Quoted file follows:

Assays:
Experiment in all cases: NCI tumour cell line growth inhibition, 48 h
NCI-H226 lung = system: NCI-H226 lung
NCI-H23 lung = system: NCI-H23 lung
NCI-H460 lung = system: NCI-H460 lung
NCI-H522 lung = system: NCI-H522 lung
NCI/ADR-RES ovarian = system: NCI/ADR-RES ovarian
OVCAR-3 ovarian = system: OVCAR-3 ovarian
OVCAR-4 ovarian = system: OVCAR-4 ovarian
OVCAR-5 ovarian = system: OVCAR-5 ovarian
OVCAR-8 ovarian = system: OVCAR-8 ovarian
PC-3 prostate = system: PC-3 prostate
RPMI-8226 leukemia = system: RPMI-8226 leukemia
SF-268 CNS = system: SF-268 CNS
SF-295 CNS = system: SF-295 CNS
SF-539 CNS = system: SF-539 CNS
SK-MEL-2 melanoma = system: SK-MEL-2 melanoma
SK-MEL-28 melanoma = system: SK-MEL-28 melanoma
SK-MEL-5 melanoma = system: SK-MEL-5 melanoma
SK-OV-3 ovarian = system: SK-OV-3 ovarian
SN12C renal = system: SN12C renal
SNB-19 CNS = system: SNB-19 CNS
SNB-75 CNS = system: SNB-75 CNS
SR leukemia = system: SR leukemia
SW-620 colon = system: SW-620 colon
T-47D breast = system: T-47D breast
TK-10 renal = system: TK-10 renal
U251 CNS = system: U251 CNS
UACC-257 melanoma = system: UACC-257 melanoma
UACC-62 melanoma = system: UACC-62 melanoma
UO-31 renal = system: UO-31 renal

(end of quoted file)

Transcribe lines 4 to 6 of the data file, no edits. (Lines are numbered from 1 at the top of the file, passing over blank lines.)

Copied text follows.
NCI-H23 lung = system: NCI-H23 lung
NCI-H460 lung = system: NCI-H460 lung
NCI-H522 lung = system: NCI-H522 lung